# Is there a prime between every pair of consecutive triangular numbers?

Between two triangular numbers there is at least one prime number. Is there a mathematical proof for this statement?

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I don't think there is a proof yet. – Shahab Mar 2 '14 at 3:39
No............................ – Will Jagy Mar 2 '14 at 4:03
Can you prove it, Will Jagy? – Ruben Gil Mar 2 '14 at 4:06
Given the fact that all triangular numbers are of the form $\dfrac{n^2+n}2$ , this seems related to Legendre's conjecture, for which no proof is currently known. – Lucian Mar 2 '14 at 4:46
Ruben: Notice that you asked "Is there a mathematical proof...?" so Will's answer means "No, there is not (yet) a proof." That is a statement about the mathematical literature, not about mathematics. – Pete L. Clark Mar 2 '14 at 4:52

Standard answer: there are proofs of statements of this type: for large enough real numbers $x,$ there is a prime between $x$ and $x + x^{21/40};$ the important part is that $21/40$ is bigger than $1/2.$ Here, as in all such results, nobody knows how big "large enough" needs to be. Such results are collectively called "ineffective," as they cannot be used to prove anything about small and medium numbers. See http://en.wikipedia.org/wiki/Prime_gap#Upper_bounds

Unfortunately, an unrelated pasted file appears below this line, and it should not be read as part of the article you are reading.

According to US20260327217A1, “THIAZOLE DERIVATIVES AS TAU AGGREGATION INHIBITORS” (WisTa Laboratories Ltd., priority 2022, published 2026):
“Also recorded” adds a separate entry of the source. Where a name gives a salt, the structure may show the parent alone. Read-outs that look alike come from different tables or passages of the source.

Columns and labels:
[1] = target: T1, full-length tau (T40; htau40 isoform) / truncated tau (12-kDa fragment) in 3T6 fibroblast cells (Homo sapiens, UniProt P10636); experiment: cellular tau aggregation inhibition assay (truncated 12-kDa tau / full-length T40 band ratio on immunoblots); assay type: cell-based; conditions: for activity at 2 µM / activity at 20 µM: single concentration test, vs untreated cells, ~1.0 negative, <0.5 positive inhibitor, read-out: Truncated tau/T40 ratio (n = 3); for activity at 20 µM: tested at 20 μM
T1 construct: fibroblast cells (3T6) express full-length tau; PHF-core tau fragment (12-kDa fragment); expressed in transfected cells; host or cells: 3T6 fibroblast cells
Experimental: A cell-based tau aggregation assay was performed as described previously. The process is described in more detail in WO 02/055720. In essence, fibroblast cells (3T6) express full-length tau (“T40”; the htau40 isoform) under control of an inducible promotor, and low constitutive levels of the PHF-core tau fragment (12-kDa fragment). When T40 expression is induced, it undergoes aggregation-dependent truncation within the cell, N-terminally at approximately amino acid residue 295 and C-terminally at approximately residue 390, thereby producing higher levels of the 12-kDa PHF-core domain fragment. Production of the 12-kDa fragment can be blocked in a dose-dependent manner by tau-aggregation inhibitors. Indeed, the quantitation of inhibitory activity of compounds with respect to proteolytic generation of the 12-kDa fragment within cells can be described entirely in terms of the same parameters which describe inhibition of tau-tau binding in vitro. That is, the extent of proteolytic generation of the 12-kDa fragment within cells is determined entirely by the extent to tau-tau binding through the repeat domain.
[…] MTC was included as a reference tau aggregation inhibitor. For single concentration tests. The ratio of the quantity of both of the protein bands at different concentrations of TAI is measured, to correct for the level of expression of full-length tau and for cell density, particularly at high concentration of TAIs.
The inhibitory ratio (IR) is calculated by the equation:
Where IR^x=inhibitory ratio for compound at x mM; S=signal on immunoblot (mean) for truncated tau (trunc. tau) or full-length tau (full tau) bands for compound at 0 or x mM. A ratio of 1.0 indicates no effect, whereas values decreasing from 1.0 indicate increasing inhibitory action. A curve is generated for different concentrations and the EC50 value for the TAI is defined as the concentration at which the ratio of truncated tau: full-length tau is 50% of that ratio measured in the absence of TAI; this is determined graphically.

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I think for this particular problem, we don't have a proof even for "large enough" numbers. – ShreevatsaR Mar 2 '14 at 6:17
@ShreevatsaR, we do with exponent 21/40, not with exponent 1/2. – Will Jagy Mar 2 '14 at 6:19
Right, that was my point. – ShreevatsaR Mar 2 '14 at 6:20

Note that if $m \geq 2$ and $T_{n-1} < m^2$ then

$$(n-1)n < 2 m^2$$

From here is easy to deduce that $n < m$.

Also note that $T_{n+1}-T_n=n+1$.

Therefore, for each positive integer $m \geq 2$ if $n$ is the largest integer so that $T_{n-1} <m^2$, then we have by the above we have

$$T_{n+1} = T_n+n+1 < T_{n-1}+2n+1< m^2+2m+1$$

This shows that

$$m^2 \leq T_n <T_{n+1}< (m+1)^2$$

This shows that the statement you ask for, if true, would imply the Legendre conjecture.

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With gaps between consecutive triangular numbers, for $x \to \infty$ it's equivalent to gaps between consecutive squares, which means a prime between $x$ and $x + 2x^{1/2}$. When $x$ gets too large, the number two is smaller than $x^{1/40}$. So then the proof for $x + x^{21/40}$ would not apply to gaps between consecutive triangular numbers. This is why it's "ineffective", right?

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